3 Things to Know About California’s Consumer Privacy Act

Things to Know About California's Consumer Privacy Act

This past year, we took a serious look at our privacy policy to ensure that we were doing right by our website visitors and that our clients were also upholding security best practices. While we understand that GDPR may not apply to our audiences directly, we also recognize that it’s a good standard for our business. With California’s recent introduction of the California Consumer Privacy Act (CCPA), the standards set by GDPR may have just been the first step toward being prepared for compliance regulations in the US. How does the CCPA compare to GDPR? And what should you be doing to keep your business protected from non-compliance?

What is CCPA?

California has been the leader in streamlining legislation and regulations for the safety of its residents for years — specifically regarding data security. That’s why it’s no real surprise that they’re the first state to develop and pass a privacy act that puts securing consumers’ personal information at the forefront.

The CCPA — which went into effect January 1, 2020 — ensures that California residents have a right to learn what data companies collect about them and opt out of their data being collected. They also have the power to ask companies to delete any stored data and restrict the sale of their data. This applies strictly to California residents. While the full impact of this act is still being determined, there are a few ways this will directly impact US businesses.


Similar to GDPR, CCPA applies to a specific group of people. GDPR impacts anyone targeting EU data subjects, while the CCPA protects California consumers. Even though targeted individuals may differ slightly, both regulations protect natural persons compared to legal — or artificial — persons.

GDPR focuses on ensuring businesses are prepared for data breaches and take the right steps if one occurs. Instead of the proactive approach, the CCPA focuses on the punishments of what can happen to a business if they experience a data breach. Consumers in California have the right to sue a business for losing their information in a breach if negligence is involved.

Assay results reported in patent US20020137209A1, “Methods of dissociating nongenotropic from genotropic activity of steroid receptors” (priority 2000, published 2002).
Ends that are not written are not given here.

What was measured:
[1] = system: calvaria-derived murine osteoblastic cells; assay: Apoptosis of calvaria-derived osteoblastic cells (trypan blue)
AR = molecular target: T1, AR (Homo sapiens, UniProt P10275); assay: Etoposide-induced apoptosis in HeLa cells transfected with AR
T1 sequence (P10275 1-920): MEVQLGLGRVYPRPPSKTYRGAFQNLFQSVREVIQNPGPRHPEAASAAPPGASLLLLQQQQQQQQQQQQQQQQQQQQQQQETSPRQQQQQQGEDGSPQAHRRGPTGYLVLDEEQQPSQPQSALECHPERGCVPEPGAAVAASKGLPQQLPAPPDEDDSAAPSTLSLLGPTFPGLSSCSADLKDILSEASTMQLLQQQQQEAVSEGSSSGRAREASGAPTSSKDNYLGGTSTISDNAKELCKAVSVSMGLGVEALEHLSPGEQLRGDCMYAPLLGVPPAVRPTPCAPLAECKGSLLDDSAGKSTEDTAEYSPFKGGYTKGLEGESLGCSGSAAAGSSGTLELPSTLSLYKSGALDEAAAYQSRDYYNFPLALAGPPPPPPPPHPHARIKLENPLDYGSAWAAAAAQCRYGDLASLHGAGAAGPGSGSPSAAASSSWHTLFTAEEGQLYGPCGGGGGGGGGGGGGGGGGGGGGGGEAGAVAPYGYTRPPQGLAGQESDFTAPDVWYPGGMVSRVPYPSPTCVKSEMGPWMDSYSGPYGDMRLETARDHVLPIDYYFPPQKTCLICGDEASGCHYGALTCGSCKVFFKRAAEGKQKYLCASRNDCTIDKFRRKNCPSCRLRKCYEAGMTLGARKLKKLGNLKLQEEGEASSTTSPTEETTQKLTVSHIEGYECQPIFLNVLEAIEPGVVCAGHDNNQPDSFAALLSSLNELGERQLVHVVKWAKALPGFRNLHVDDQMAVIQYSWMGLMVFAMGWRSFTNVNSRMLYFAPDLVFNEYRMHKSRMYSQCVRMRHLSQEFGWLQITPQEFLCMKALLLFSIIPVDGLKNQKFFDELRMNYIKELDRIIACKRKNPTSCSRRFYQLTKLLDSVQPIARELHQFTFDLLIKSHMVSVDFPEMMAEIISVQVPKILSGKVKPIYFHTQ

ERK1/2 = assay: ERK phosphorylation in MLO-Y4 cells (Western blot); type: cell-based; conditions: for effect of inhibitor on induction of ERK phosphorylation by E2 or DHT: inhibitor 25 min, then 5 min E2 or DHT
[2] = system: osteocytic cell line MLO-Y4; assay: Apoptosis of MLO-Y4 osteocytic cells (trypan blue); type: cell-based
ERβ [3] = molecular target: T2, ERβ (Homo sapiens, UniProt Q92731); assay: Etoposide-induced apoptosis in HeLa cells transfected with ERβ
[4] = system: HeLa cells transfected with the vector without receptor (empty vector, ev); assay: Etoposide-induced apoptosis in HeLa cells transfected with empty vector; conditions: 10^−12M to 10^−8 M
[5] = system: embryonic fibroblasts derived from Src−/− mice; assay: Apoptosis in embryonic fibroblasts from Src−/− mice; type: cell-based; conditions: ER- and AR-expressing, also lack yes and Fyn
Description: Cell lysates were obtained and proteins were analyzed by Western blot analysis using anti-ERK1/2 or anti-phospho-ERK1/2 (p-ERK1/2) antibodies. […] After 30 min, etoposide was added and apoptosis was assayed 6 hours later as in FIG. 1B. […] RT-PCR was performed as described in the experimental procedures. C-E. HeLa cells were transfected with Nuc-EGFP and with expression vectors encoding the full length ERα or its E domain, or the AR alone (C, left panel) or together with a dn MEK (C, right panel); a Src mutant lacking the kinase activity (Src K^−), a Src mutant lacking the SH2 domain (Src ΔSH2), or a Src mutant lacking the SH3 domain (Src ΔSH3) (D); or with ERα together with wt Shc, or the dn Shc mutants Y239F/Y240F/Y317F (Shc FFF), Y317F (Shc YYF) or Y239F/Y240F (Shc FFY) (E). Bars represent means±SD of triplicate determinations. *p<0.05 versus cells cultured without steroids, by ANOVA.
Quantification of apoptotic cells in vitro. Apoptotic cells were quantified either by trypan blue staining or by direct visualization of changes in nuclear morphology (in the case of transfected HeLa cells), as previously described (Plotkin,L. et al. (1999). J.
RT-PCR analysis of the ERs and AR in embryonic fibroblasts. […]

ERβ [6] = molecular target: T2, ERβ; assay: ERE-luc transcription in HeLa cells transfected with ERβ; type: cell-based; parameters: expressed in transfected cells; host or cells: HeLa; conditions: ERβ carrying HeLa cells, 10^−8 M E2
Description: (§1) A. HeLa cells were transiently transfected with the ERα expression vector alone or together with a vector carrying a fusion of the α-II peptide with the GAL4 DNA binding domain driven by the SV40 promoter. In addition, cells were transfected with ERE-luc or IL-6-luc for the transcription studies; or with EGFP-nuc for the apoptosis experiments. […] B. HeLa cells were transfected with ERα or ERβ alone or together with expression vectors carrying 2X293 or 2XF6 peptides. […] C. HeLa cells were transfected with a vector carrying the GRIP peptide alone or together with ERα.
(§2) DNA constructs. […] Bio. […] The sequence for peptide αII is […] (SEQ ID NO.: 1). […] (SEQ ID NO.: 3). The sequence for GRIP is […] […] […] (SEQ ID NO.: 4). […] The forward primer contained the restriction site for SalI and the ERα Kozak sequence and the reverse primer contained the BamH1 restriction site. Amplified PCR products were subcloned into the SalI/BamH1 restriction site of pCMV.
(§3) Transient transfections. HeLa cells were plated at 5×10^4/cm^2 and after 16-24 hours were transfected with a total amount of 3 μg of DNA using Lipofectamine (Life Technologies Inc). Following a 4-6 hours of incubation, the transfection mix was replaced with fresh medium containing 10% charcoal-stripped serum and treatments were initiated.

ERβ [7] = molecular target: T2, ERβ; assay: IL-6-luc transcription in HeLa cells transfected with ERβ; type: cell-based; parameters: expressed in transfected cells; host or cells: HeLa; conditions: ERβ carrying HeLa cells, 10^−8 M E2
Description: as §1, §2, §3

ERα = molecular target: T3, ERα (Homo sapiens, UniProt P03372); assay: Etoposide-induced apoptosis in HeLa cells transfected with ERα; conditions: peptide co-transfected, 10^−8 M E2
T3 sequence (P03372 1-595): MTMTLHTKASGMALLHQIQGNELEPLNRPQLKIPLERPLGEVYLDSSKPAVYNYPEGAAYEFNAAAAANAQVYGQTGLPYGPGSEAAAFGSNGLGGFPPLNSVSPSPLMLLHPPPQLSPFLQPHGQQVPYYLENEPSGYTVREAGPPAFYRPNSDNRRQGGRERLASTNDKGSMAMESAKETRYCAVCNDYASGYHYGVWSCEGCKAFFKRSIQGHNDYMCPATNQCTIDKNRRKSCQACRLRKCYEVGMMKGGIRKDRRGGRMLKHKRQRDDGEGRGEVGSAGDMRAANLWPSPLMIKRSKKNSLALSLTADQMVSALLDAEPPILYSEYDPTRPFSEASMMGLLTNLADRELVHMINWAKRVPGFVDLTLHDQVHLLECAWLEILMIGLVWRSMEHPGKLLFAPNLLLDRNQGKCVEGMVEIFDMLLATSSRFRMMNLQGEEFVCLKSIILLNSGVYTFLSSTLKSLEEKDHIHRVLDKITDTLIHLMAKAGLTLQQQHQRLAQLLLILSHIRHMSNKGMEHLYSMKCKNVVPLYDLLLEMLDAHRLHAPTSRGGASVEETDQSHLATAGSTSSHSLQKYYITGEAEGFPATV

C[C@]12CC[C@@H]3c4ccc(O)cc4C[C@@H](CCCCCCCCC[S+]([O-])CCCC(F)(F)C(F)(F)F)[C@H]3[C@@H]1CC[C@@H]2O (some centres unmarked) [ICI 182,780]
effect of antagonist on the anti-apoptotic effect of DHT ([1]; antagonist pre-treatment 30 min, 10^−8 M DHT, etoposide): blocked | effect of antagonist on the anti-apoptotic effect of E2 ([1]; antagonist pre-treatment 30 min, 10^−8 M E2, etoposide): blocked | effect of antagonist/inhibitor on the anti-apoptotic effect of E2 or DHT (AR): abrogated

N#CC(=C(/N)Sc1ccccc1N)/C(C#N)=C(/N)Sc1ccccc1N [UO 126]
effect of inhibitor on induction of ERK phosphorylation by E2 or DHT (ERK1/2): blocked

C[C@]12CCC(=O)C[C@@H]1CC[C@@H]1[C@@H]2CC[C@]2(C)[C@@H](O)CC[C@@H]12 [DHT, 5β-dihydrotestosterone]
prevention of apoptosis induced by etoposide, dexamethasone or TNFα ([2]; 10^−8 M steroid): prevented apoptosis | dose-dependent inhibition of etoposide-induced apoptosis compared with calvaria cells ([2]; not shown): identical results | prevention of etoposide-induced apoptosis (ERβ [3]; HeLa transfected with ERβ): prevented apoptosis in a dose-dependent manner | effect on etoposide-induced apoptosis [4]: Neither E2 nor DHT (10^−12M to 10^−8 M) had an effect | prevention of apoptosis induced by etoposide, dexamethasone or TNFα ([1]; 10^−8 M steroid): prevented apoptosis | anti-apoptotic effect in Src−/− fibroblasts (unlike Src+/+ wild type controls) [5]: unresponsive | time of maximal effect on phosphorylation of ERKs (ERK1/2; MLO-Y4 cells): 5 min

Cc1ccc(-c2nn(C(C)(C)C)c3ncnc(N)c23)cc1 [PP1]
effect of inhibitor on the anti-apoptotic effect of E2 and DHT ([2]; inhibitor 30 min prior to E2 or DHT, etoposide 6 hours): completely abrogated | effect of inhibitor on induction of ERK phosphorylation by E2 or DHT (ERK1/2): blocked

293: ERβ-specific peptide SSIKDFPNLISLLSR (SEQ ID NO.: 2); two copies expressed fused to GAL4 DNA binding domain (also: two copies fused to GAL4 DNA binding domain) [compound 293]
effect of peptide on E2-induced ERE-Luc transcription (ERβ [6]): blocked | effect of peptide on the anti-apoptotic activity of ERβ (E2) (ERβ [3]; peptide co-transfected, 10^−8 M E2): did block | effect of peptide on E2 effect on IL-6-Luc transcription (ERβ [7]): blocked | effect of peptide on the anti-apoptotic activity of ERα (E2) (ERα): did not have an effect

Perhaps the most prominent difference is how each regulation treats opt-out requests. The GDPR does not require businesses to opt out of selling personal data; rather they allow for data subjects to remove their consent for data processing activities and third-party marketing activities. However, The CCPA ensures that businesses and service providers comply with consumer opt-out requests and cannot sell their data for a minimum of 12 months after the consumer opts out.

3 Ways CCPA Can Impact Your Business

So, what does all this mean for your business? If you don’t currently do business with anyone from the state of California, and you don’t plan to ever do business with anyone from the state of California in the future, then it doesn’t mean anything — yet. Just like CCPA passing fairly soon after GDPR, you can expect that most other states will follow their lead shortly. Until then, you can prepare for compliance — along with anyone else doing business with California residents — by making these three changes:

1. Add a link to your site homepage that says, “Do not sell my personal information” if your site features registered user accounts, and there is a possibility you might resell user data from those accounts. This link should allow users to opt out of their data being sold for a minimum of 12 months. The link should be clearly visible and could be displayed in the footer next to your privacy policy link.

2. Comply with consumers’ opt-out requests. It can be frustrating to lose valuable user data — especially when trying to be helpful and show users related items that you think they may want — but it can be even more frustrating for a consumer to request that information be deleted and find out that it has not. Respect their choice and strictly comply with CalOPPA, CCPA, and GDPR regulations.

In some cases, you may be unable to delete stored data because it’s being used for administrative or legal purposes. If so, you must respond to consumers’ requests within 45 days. This can be extended to 90 days after consumer notification.

3. Do not reauthorize the selling of personal information until more than 12 months after the consumer has opted out. A lot can change within a year, but what shouldn’t change is how you handle the data of a consumer who has opted out of your data storage and sales.

Allegrow Helps You Remain Compliant

We’ve worked with hundreds of businesses across the medical, legal, cybersecurity, and HVAC industries, so we know the importance of securing data and meeting compliance regulations. We strive to help our customers become or remain compliant by implementing best practices across our website development projects.

For more information about CCPA, GDPR, and updating your privacy policy, contact us, or email your success manager.

*This blog post was written to provide general information about privacy policies and CCPA compliance. For more information, visit the links provided.